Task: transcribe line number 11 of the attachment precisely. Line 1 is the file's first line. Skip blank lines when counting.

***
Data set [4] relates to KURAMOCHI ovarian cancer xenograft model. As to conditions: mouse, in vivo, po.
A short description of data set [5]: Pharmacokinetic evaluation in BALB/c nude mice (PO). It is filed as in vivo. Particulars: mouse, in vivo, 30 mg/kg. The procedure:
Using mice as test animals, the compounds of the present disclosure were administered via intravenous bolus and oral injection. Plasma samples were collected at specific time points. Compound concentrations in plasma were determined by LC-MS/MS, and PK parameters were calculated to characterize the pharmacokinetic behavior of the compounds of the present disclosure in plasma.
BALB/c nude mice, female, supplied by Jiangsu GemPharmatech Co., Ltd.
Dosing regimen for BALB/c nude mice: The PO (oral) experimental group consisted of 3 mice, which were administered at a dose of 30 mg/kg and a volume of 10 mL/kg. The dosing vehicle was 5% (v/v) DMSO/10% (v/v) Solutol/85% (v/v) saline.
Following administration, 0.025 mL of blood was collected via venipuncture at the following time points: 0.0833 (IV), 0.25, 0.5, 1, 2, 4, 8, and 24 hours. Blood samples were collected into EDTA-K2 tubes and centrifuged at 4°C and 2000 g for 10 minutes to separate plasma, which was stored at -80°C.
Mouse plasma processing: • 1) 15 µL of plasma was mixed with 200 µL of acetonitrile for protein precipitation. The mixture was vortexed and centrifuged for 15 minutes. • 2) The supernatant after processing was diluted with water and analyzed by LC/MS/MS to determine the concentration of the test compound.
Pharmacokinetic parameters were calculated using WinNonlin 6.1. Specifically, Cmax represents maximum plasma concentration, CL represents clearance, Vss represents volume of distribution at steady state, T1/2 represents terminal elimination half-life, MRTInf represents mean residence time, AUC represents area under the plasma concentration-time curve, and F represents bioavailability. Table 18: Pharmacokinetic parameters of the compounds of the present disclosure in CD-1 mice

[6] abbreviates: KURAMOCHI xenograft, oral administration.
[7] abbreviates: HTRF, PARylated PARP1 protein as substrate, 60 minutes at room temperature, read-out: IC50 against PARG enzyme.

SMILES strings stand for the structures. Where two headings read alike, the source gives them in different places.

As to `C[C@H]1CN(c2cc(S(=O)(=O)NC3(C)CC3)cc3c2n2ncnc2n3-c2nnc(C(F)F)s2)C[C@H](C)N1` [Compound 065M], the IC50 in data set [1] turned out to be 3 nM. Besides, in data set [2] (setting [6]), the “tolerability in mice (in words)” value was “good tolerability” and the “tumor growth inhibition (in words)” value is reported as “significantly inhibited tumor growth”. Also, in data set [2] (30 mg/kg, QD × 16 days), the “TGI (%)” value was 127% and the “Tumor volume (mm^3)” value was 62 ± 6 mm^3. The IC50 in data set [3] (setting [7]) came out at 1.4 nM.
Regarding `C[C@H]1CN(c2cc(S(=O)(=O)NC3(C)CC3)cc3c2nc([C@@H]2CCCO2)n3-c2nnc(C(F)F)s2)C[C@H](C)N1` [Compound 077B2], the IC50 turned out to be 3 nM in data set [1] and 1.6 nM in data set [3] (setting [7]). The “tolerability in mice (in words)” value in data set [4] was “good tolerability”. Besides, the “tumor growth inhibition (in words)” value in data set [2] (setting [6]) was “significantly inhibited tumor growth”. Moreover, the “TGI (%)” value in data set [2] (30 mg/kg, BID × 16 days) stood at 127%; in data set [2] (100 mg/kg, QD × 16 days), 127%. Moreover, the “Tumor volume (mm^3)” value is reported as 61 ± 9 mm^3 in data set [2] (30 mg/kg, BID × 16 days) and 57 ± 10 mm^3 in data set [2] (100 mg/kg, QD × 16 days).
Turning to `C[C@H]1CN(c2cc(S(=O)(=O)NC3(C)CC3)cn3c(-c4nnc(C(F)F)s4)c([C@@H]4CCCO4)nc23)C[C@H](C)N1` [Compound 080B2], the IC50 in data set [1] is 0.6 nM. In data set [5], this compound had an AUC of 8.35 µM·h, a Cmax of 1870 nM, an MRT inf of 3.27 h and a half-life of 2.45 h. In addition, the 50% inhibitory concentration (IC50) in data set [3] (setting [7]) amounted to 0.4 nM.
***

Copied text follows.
SMILES strings stand for the structures. Where two headings read alike, the source gives them in different places.